Harvard Law School: 2016 in review
December 22, 2016
A look back at 2016, highlights of the people who visited, events that took place and everyday life at Harvard Law School.
Regulated to Death
November 22, 2016
In their latest collaboration, Professor Carol Steiker ’86 and her brother, Jordan Steiker ’88, a law professor at the University of Texas, have co-written a new book, “Courting Death: The Supreme Court and Capital Punishment,” in which they argue that the Court has failed in its efforts to regulate the death penalty since Gregg v. Georgia, its 1976 decision that allowed capital punishment to resume.
Fair Punishment Project’s new Legal Advisory Council issues brief on sentences for juveniles
November 21, 2016
The HLS Fair Punishment Project’s Legal Advisory Council has issued an issue brief arguing that a sentencer may impose a life without parole sentence upon a juvenile only after concluding that the child is “the rare juvenile offender who exhibits such irretrievable depravity that rehabilitation is impossible.”
70 Years Later: The Nuremberg Legacy and The Crime of Aggression
October 19, 2016
In commemoration of the 70th anniversary of the Nuremberg Trials, Harvard Law School Professor Alex Whiting moderated a conversation between Ambassador Christian Wenaweser, permanent representative of Liechtenstein to the United Nations, and Harold Hongju Koh ’80, who served as legal adviser of the U.S. Department of State.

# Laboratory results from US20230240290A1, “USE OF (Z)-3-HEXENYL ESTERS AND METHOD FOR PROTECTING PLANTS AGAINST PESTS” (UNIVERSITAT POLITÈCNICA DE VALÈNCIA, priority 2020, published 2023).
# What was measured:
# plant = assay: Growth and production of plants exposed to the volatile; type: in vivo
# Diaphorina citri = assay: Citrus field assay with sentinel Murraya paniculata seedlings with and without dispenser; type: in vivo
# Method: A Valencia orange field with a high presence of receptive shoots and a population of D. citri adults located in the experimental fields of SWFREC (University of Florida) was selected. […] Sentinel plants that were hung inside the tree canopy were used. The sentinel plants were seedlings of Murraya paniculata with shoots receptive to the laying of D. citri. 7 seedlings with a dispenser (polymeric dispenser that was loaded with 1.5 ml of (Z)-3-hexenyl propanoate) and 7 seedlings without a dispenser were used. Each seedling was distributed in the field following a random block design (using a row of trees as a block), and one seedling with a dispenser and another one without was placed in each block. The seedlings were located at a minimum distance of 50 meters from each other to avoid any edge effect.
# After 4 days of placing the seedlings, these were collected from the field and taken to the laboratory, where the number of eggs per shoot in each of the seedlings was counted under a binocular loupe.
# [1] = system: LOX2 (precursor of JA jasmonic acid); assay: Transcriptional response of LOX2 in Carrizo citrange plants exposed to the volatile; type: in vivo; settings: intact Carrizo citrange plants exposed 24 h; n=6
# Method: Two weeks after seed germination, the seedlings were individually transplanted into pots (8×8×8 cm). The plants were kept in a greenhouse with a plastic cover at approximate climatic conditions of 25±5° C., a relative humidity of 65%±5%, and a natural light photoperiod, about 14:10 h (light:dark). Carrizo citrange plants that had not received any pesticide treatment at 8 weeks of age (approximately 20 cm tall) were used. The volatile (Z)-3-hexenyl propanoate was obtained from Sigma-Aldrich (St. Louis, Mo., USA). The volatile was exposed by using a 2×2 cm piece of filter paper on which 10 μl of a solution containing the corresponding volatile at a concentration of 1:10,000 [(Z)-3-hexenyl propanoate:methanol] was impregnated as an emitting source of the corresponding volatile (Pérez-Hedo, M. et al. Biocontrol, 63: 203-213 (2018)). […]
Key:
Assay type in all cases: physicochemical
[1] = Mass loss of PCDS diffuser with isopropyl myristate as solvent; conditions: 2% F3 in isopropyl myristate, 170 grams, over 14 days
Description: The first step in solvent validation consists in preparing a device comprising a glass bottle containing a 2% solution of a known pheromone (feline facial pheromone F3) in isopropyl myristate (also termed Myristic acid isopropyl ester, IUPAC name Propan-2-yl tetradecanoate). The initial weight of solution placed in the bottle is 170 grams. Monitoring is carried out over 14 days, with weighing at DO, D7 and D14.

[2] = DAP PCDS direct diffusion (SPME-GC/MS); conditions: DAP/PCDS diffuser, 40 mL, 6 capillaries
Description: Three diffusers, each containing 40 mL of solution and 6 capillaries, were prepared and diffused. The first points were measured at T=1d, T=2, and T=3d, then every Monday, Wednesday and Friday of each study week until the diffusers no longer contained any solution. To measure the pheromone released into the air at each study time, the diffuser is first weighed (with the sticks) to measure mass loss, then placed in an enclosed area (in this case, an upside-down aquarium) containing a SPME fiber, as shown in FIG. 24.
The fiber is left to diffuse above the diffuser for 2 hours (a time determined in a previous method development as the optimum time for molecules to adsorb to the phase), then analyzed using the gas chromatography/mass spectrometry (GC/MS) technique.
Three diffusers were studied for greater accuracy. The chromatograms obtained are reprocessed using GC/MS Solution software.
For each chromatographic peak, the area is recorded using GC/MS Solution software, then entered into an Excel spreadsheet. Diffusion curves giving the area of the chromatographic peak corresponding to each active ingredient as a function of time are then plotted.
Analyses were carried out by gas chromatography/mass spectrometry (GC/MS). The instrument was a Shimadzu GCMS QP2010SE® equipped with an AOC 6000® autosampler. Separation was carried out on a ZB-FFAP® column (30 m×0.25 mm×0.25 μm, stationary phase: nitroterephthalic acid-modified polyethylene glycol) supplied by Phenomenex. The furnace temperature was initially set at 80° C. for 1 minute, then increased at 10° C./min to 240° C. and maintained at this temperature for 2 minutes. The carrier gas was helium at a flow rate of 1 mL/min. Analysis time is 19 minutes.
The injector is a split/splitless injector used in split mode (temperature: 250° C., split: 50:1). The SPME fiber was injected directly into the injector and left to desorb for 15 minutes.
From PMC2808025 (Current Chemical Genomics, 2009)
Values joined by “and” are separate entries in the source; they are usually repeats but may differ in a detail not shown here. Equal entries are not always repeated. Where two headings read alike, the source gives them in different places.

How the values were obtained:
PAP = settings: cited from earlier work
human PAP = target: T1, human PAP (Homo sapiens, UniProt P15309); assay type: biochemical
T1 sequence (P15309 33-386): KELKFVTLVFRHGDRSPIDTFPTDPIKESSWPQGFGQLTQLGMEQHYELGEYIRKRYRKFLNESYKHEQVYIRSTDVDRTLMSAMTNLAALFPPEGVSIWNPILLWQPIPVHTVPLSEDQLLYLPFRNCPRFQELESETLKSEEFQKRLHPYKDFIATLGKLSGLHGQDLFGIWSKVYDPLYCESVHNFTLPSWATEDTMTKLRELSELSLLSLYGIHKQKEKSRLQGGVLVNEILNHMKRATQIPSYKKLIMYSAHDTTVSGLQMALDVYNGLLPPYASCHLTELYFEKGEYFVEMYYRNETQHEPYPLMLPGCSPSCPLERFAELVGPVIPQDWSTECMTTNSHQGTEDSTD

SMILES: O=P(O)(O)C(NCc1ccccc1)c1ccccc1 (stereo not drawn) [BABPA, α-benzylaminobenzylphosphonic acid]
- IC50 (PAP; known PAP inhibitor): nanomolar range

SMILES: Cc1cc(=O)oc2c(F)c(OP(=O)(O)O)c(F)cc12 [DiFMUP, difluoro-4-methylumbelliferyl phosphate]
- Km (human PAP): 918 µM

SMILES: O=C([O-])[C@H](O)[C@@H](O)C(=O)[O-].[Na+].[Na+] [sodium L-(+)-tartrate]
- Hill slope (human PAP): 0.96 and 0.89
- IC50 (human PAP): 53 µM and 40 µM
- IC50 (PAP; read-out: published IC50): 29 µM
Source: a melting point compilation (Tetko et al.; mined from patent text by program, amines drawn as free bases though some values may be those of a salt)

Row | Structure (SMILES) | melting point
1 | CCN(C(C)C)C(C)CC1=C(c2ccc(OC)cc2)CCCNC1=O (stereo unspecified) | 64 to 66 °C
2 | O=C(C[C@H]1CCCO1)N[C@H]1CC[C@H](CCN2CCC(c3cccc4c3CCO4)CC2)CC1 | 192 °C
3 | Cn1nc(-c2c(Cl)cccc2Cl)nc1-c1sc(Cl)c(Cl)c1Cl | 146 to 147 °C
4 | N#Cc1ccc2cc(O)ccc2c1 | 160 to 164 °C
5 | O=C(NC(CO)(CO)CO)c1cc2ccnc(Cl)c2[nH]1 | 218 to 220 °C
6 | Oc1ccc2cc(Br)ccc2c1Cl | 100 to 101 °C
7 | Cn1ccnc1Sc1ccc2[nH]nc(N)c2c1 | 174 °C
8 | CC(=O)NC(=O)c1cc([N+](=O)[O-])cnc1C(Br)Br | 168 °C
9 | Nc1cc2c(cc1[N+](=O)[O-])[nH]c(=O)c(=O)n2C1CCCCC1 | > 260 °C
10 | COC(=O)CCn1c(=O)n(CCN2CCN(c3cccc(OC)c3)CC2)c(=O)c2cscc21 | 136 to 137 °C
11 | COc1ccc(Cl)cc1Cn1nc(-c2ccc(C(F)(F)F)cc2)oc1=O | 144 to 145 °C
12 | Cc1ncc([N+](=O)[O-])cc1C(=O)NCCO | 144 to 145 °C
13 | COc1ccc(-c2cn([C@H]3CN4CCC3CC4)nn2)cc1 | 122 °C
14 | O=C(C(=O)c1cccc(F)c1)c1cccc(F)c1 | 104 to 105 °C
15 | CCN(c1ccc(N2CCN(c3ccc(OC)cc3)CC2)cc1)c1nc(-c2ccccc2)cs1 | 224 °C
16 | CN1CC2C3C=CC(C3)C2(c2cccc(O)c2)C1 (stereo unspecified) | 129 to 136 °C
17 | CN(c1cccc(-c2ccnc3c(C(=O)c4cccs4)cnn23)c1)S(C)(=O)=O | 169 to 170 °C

Harvard Law students help win presidential clemency for inmates
October 6, 2016
Last spring, the Criminal Justice Policy Program developed an initiative to provide representation to incarcerated people petitioning President Obama for clemency. Twenty-six Harvard Law students volunteered to work with a team of pro bono attorneys to represent clemency petitioners, in what has become the largest law student-based clemency initiative in the country.
Report equips advocates to work together to tackle challenges of Criminal Justice Debt
September 8, 2016
Harvard Law School’s Criminal Justice Policy Program and the National Consumer Law Center (NCLC) have released Confronting Criminal Justice Debt: A Comprehensive Project for Reform, a collaborative project that focuses on the financial costs of the criminal justice system.
Fifth in a Harvard Gazette series on what Harvard scholars are doing to identify and understand inequality, in seeking solutions to one of America’s most vexing problems.
During HLS visit, Attorney General Lynch makes the case for criminal justice reform
January 19, 2016
In a recent talk at Harvard Law School, U.S. Attorney General Loretta Lynch ’81, J.D. ’84 discussed criminal-justice reform “a transformative issue of our generation.”
For law students, a cautionary tale
November 24, 2015
Accompanied by his lawyers Lisa Kavanaugh '00 and Andrea Petersen, Victor Rosario--a man who served 32 years in prison for a crime he said he didn’t commit--discussed his case, the state of criminal forensics, and innocence litigation at Harvard Law School.